Adam’s uncle Reuben (Rob Dixon) hires Adam for one last job, to move a man, Rahim (Ziad El-Hady) from a safe house. Only the safe house contains two men, neither of which owns up to being Rahim. In real life, Adam would use his camera phone to take a picture of both men, send it to his uncle – or his contact – and ask ‘which one is it?’ But no, this is the movies, so both men have to be beaten up. Adam is supposed to be the hero. He could be pummelling a man who cannot understand his (very slight) Canadian accent.

The job is done. But Jack’s debt – Reuben got him out of jail in Colombia, apparently – is far from paid. Jack has an incriminating hard drive – and Reuben wants it. Jack has also had sex with Reuben’s mistress (Belinda Stewart-Wilson). I say ‘had sex’ – it is some of the worst simulated intercourse seen in any movie. All Bonder had to do was cut to black. At one point, Eli points a gun at a character and shoots. Nothing comes out. Again, all Bonder had to do was cut to black.

The dialogue is derivative tough guy nonsense. It feels atonal. There isn’t a single relationship that you believe in. The best moment is the introduction of Jack, listening to Eli as he plays the piano in King’s Cross Station. The surprise is perfectly executed. Then Bonder has to spoil it all with the next shot – Jack sticking his head of a car window as Adam drives. No one ever sticks their head out of the window in London traffic.

At one point, Eli takes Jack to King’s Cross Station to put him on a train to escape some gangland thugs. But Jack isn’t even taken to his train but wanders around the concourse looking lost. Head the actor is lost too – you feel for the actor, bereft of direction.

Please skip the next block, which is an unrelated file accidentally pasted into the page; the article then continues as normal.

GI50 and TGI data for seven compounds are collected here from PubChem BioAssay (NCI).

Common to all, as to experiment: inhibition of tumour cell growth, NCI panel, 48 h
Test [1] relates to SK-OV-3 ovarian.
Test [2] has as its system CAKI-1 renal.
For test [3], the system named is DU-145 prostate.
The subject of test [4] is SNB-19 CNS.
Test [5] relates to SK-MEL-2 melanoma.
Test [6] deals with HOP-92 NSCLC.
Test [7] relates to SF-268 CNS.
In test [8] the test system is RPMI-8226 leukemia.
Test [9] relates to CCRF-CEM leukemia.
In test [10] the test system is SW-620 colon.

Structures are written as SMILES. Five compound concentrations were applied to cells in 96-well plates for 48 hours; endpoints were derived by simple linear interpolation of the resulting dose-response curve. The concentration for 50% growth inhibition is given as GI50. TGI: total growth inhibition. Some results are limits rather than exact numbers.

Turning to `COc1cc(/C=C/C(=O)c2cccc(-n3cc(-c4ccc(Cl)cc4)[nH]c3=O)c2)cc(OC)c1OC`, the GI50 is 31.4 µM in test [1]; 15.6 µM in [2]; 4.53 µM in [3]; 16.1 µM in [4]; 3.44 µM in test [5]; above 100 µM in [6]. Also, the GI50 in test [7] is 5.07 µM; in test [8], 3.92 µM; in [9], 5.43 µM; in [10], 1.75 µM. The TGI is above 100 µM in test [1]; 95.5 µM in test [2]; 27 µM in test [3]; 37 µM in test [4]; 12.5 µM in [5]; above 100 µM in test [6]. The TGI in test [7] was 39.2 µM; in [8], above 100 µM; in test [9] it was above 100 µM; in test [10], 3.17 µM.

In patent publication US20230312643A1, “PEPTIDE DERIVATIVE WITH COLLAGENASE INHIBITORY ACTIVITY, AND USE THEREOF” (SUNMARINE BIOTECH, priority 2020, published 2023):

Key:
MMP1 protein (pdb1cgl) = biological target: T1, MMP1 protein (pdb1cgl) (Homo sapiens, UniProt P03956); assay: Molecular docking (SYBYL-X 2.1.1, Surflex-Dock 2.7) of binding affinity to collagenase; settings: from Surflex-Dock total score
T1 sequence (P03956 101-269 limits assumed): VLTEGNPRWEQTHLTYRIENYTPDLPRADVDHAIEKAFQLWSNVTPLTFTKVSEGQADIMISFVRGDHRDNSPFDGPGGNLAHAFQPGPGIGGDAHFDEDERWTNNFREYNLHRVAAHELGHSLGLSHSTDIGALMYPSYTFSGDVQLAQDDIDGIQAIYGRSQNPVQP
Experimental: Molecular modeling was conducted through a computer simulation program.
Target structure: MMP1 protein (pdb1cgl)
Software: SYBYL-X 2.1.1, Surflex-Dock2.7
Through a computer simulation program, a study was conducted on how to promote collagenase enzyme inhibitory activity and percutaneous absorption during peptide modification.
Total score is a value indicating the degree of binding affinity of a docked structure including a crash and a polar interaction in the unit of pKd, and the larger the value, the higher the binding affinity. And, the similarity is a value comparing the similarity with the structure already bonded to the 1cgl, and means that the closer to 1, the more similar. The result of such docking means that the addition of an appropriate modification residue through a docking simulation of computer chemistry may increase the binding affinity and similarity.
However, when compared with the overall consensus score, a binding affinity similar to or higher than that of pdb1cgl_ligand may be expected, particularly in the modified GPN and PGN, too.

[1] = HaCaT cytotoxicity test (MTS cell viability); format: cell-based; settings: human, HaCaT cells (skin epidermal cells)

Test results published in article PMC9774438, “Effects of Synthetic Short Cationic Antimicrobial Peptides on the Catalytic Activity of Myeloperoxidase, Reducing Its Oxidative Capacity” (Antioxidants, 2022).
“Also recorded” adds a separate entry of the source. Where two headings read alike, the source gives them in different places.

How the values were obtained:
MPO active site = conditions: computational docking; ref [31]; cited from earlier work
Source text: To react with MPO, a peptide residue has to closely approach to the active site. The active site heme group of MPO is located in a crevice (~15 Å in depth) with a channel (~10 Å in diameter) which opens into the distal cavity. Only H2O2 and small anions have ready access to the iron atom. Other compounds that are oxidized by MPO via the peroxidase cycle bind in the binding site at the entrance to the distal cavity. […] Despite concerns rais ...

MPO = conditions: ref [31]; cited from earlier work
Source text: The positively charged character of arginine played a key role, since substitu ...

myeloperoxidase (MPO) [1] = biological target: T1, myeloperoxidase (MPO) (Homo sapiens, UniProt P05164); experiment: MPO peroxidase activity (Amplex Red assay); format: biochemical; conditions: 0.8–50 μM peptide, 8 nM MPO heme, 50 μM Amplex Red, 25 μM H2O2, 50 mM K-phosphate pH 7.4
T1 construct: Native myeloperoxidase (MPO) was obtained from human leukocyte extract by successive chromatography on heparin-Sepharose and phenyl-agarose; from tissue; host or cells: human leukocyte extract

When Jack is confronted by Reuben he pulls a gun on him and Reuben talks about the past, an anecdote about how Jack rescued him from bullies. Then Jack recalls how much he hated his brother for being so weak. We pretty much know how the scene will turn out.

The worst piece of direction occurs when Adam is lying on the ground, apparently gunned down – he was nasty to Rahim’s friend, after all. Then he closes his eyes really quickly. It is supposed to symbolise something else but comes across as bad acting.

Does anyone (besides Brian Johnson the cinematographer) emerge from the film with any credit? Belinda Stewart-Wilson (from the TV series ‘The Inbetweeners’) comes on like a young Frances Barber, tough as nails. She delivers the dialogue like an unstoppable snow plough, which I guess is what the Canadian director wanted. Noemi Merlant does reasonably well with her scenes, though I could not work out how Adam deduced she was deaf.

Genre can be a cruel mistress, exposing your weaknesses. ‘The Brother’ is a case in point. The film darts around from London locations – the South Bank, Shoreditch, Alexandra Palace and Canary Wharf – without any feeling for the city. Bonder really needed a better concept on which to hang his movie, perhaps related to the point of view of Claire. Bonder cites Jacques Audiard as an influence but ‘The Brother’ is no ‘Read My Lips’. I hope next time he makes a film based on experience.


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Larry Oliver